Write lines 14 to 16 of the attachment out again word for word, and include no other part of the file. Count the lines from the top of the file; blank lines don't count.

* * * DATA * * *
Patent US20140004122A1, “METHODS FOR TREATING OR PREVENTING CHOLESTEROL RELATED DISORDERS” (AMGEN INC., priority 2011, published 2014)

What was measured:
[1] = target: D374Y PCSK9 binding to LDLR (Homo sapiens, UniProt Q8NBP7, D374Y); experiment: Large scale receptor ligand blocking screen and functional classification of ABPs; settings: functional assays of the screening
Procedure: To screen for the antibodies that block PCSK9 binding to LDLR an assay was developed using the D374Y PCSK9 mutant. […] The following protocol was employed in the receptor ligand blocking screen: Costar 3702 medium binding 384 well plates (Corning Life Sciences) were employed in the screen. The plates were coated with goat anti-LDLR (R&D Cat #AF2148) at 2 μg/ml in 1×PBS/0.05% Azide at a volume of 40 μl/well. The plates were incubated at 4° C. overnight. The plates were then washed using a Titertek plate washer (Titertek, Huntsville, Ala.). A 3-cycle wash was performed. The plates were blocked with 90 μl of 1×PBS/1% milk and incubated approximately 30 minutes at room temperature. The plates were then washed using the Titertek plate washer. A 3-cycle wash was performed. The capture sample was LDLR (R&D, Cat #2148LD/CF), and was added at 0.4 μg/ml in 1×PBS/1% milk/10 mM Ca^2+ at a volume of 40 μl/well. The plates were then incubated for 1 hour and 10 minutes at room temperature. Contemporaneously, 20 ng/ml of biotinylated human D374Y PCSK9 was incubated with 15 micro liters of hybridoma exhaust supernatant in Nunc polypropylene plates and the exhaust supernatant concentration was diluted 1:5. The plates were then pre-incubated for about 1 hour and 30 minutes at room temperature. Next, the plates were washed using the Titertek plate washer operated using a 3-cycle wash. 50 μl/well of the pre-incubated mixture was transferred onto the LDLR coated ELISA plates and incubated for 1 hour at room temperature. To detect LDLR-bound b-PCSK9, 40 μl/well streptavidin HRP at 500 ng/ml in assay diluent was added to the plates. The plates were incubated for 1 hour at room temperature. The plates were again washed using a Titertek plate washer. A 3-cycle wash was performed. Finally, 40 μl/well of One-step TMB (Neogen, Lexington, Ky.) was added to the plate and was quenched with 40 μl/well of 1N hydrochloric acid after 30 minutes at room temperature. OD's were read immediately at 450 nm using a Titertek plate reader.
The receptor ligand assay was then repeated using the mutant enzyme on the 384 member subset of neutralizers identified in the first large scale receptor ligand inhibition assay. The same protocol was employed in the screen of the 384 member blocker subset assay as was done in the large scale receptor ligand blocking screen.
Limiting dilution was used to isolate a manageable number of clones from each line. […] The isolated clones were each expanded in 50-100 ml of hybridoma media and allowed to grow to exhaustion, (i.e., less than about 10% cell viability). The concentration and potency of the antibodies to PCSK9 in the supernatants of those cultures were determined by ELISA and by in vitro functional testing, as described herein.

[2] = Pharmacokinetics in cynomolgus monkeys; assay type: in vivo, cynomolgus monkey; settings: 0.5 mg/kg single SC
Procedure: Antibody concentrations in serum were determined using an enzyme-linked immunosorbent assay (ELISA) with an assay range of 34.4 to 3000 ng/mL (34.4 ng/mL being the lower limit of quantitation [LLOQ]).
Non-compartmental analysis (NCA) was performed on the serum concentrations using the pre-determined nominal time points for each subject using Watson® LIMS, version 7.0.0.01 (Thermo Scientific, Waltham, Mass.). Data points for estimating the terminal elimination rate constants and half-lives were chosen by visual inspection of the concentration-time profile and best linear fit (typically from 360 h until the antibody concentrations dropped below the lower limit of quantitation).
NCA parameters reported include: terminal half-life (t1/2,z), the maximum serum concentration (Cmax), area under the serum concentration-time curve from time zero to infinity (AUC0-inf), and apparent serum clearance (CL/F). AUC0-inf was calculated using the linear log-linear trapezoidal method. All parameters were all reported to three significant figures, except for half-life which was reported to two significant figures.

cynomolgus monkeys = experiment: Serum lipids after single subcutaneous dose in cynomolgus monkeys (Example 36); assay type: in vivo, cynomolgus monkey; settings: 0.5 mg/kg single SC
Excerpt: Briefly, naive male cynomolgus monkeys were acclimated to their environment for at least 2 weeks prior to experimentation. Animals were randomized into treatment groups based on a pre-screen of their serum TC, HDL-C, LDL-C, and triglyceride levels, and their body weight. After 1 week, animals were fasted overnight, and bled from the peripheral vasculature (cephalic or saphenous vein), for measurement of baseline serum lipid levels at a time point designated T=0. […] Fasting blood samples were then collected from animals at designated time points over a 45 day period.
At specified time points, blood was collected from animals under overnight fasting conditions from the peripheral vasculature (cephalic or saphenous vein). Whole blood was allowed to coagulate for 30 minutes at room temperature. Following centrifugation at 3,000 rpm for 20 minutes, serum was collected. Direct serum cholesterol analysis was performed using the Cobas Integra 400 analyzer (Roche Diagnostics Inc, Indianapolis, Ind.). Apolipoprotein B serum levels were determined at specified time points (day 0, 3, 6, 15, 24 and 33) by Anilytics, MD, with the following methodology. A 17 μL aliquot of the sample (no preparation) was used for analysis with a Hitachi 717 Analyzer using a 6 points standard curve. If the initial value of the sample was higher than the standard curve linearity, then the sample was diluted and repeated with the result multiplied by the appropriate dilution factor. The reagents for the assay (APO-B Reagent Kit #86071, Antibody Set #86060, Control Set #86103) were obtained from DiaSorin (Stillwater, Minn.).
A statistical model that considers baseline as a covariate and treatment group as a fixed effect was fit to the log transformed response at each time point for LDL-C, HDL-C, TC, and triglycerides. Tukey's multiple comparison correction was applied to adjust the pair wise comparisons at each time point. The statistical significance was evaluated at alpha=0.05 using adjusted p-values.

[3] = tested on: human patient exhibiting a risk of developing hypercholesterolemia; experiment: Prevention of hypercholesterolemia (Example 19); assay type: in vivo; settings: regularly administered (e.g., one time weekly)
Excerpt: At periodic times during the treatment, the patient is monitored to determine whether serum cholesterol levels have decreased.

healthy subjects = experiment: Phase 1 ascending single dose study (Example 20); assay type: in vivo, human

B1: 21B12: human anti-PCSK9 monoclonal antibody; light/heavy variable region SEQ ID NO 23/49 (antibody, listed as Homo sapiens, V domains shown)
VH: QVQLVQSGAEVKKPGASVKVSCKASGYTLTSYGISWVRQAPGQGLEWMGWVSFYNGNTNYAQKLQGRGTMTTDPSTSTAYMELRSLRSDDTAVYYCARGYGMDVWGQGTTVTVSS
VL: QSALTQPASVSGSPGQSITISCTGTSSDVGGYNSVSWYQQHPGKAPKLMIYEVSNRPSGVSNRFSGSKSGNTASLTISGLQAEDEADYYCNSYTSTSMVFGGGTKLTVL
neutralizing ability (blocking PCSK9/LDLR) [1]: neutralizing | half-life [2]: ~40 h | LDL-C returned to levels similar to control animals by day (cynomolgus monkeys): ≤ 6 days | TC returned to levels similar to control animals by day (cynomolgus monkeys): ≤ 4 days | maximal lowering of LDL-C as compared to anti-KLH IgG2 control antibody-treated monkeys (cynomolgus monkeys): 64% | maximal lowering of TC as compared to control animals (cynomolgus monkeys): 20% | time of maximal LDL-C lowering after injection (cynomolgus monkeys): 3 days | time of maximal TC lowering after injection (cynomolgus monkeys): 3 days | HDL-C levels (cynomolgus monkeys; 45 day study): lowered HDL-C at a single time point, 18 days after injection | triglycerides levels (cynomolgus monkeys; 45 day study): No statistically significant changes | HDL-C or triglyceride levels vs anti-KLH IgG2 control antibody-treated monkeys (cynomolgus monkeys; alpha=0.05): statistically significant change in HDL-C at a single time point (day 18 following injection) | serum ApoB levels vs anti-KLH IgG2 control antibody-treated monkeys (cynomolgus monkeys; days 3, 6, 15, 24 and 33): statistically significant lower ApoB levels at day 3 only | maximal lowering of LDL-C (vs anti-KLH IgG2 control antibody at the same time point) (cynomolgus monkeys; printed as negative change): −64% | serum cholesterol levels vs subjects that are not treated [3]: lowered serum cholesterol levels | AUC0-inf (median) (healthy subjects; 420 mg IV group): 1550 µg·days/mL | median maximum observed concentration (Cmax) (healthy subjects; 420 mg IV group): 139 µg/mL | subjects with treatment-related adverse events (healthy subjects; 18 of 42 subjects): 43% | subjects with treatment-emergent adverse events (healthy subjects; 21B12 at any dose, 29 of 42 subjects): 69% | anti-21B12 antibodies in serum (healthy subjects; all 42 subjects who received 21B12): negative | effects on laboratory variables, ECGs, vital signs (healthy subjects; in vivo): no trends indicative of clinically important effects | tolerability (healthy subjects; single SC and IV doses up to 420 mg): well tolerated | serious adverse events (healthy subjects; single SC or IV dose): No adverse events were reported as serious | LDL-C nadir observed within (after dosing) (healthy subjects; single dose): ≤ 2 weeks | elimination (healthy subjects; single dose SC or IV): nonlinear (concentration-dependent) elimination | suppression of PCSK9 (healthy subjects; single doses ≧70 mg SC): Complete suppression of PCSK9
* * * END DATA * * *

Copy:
A statistical model that considers baseline as a covariate and treatment group as a fixed effect was fit to the log transformed response at each time point for LDL-C, HDL-C, TC, and triglycerides. Tukey's multiple comparison correction was applied to adjust the pair wise comparisons at each time point. The statistical significance was evaluated at alpha=0.05 using adjusted p-values.

[3] = tested on: human patient exhibiting a risk of developing hypercholesterolemia; experiment: Prevention of hypercholesterolemia (Example 19); assay type: in vivo; settings: regularly administered (e.g., one time weekly)
Excerpt: At periodic times during the treatment, the patient is monitored to determine whether serum cholesterol levels have decreased.